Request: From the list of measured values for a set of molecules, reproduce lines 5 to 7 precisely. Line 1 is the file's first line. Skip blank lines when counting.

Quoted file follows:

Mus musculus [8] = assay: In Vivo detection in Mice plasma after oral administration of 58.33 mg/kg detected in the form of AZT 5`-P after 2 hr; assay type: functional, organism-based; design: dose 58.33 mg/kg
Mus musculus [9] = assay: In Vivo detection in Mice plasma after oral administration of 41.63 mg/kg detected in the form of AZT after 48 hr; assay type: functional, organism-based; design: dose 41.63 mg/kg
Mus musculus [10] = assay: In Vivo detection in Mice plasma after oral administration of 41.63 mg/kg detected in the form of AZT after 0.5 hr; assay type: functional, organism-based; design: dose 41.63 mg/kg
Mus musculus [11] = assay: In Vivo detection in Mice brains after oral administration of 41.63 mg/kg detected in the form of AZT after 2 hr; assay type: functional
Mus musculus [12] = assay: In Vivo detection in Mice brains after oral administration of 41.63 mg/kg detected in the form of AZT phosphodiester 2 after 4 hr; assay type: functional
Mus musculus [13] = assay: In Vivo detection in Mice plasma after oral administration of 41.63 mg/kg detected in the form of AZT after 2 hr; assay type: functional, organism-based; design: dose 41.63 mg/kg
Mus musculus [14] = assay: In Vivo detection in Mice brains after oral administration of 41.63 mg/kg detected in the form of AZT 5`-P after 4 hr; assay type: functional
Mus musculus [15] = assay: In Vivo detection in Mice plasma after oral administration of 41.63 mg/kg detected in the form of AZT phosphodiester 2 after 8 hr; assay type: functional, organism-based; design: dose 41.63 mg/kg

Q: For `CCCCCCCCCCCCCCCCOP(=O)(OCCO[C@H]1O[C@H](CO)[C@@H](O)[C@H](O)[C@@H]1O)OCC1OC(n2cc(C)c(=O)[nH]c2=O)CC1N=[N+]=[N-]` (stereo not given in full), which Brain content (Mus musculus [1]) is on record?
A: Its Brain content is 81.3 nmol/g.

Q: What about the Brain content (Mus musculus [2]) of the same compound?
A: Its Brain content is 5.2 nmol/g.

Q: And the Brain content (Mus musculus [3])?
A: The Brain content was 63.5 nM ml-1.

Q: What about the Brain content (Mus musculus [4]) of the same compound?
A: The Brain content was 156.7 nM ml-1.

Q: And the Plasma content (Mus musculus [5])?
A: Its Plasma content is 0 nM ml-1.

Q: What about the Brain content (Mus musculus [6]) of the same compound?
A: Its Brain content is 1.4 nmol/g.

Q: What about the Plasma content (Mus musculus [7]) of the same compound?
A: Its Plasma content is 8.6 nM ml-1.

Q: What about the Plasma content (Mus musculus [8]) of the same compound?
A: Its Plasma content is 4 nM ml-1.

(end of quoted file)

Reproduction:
Mus musculus [12] = assay: In Vivo detection in Mice brains after oral administration of 41.63 mg/kg detected in the form of AZT phosphodiester 2 after 4 hr; assay type: functional
Mus musculus [13] = assay: In Vivo detection in Mice plasma after oral administration of 41.63 mg/kg detected in the form of AZT after 2 hr; assay type: functional, organism-based; design: dose 41.63 mg/kg
Mus musculus [14] = assay: In Vivo detection in Mice brains after oral administration of 41.63 mg/kg detected in the form of AZT 5`-P after 4 hr; assay type: functional